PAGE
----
Effect of turbulent magnetic pumping on the solar cycle memory and the prediction of the solar activity

The Sun's magnetic cycle is not regular. The strength of the solar cycle varies cycle to cycle making the prediction of future cycle difficult. However the prediction of the Sun's magnetic activity is important because of its effects on space environmental conditions and climate. However, recent efforts to predict the amplitude of the solar cycle have resulted in diverging forecasts with no consensus. In the Babcock-Leighton dynamo model, the poloidal field is generated near the solar surface whereas the toroidal field is generated near the base of the convection zone. Therefore a finite time necessary to reach the poloidal field to the base of the convection zone introduces the memory in the dynamo model which allows the dynamo model to predict the future solar cycle. We have shown that is dynamical memory of solar cycle is strongly reduced by the inclusion of downward turbulent pumping of magnetic flux and therefore this affects the solar cycle prediction. A reliable predictions for the maximum of solar activity can be made only at the preceding minimum and for more accurate predictions, sequential data assimilation would be necessary in forecasting models to account for the Sun's short memory. For details of this work see: Karak & Nandy ApJL (2012).

On the compatibility of a flux transport dynamo with a fast tachocline scenario

Tachocline is a thin layer (radial extent about 15-20 Mm) near the base of the solar convection zone where rotation switches from differential in the convection zone to nearly uniform in the radiation zone below. The narrow radial extent of this layer implies a strongly anisotropic angular momentum transport mechanism, much more effective in the horizontal direction than in the radial direction. One most plausible candidate for such anisotropic momentum transfer is the Maxwell stress in a predominantly horizontal magnetic field configuration. As the above considerations suggest that the dynamo generated toroidal field resides in the tachocline, it is plausible to assume that this field is responsible for the confinement of the tachocline. The feasibility of this so-called fast tachocline scenario has been demonstrated by Petrovay and Forgacs-Dajka. We employ a flux transport dynamo model coupled with simple feedback formula relating the thickness of the tachocline to the Maxwell stress. The dynamo model is found to be robust against the nonlinearity introduced by this simplified fast tachocline mechanism. Solar-like butterfly diagrams are found to persist and, even without any parameter fitting, the overall latitudinal and the temporal variation of the thickness of the tachocline is well within the range admitted by helioseismic constraints. For details of this work see: Karak & Petrovay (2012) Sol. Phys.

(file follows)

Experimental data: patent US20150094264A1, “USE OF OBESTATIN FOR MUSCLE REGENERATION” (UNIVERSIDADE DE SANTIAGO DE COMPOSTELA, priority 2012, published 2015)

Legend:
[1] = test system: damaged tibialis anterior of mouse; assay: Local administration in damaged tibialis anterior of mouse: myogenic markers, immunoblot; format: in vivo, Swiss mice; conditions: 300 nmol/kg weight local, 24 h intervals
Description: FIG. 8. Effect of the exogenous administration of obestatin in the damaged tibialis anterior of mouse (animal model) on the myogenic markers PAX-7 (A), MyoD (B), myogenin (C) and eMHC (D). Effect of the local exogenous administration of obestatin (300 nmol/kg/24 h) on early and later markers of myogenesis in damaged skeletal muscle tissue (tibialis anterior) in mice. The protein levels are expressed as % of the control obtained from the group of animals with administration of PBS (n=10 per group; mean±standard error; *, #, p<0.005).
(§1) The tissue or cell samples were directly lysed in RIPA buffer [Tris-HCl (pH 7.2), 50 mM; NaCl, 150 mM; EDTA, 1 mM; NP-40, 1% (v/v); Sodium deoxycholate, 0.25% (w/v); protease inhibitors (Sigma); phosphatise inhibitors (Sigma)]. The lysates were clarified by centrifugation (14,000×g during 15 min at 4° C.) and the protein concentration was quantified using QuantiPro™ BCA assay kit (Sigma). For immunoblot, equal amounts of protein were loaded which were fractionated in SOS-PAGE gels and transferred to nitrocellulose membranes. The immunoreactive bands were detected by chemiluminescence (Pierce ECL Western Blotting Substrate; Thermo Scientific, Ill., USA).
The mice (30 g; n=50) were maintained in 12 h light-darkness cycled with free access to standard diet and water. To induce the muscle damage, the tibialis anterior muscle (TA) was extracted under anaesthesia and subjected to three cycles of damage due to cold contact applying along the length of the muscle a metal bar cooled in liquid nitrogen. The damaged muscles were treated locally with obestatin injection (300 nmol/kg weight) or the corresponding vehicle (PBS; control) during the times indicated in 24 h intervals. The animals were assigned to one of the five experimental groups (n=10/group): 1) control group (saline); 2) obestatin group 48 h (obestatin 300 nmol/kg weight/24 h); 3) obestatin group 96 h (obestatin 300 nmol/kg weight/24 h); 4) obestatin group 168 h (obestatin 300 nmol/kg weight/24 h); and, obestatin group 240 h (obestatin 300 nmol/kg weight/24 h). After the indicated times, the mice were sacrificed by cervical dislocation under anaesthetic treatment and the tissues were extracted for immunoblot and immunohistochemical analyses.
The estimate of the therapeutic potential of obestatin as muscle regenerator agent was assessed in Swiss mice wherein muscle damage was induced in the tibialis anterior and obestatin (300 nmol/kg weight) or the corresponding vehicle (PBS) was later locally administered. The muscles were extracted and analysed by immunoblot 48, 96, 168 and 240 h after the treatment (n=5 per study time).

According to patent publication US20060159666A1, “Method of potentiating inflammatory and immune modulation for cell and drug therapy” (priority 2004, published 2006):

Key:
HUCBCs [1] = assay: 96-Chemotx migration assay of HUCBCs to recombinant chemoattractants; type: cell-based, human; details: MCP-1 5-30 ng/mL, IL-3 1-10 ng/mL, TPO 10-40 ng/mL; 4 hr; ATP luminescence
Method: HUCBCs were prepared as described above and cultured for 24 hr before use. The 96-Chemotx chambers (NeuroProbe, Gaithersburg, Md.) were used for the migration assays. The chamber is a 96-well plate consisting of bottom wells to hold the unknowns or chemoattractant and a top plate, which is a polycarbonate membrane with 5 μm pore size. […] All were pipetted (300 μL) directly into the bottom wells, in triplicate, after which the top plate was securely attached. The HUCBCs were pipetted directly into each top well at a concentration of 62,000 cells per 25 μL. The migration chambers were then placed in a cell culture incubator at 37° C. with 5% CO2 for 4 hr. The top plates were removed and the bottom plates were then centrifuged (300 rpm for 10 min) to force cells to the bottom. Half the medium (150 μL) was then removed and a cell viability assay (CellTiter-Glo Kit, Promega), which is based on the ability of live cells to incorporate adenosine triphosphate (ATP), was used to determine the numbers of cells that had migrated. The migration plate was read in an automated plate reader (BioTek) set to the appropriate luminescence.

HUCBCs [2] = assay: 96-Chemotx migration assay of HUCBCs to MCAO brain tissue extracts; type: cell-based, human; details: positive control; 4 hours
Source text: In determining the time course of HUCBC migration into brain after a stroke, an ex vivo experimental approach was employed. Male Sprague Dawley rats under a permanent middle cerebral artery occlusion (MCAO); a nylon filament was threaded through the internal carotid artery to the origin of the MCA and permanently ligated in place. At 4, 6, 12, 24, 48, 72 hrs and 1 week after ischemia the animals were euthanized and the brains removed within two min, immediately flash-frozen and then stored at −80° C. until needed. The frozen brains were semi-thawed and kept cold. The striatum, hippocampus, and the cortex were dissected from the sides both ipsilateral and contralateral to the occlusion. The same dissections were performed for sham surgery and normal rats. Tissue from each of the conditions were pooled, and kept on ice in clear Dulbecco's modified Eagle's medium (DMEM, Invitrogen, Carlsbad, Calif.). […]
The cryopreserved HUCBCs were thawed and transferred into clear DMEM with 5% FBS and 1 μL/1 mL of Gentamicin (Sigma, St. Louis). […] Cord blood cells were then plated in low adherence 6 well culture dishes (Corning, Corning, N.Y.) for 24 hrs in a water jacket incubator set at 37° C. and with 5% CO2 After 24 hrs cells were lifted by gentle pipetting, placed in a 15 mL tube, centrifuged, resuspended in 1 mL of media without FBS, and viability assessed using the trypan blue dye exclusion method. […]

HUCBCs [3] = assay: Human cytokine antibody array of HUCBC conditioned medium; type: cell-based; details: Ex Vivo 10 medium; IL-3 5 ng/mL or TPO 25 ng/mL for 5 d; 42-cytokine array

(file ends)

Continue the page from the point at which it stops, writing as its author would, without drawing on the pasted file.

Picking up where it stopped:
Search for Chaos in Neutron Star Systems: Is Cyg X-3 a Black Hole?

The accretion disk around a compact object is a nonlinear general relativistic system involving magnetohydrodynamics. Naturally, the question arises whether such a system is chaotic (deterministic) or stochastic (random) which might be related to the associated transport properties whose origin is still not confirmed. Earlier, the black hole system GRS 1915+105 was shown to be low-dimensional chaos in certain temporal classes. However, so far such nonlinear phenomena have not been studied fairly well for neutron stars which are unique for their magnetosphere and kHz quasi-periodic oscillation (QPO). On the other hand, it was argued that the QPO is a result of nonlinear magnetohydrodynamic effects in accretion disks. If a neutron star exhibits chaotic signature, then what is the chaotic/correlation dimension? We analyze RXTE/PCA data of neutron stars Sco X-1 and Cyg X-2, along with the black hole Cyg X-1 and the unknown source Cyg X-3, and show that while Sco X-1 and Cyg X-2 are low-dimensional chaotic systems, Cyg X-1 and Cyg X-3 are stochastic sources. Based on our analysis, we argue that Cyg X-3 may be a black hole. For details of this work see: Karak et al. ApJ, 708, 862, (2010).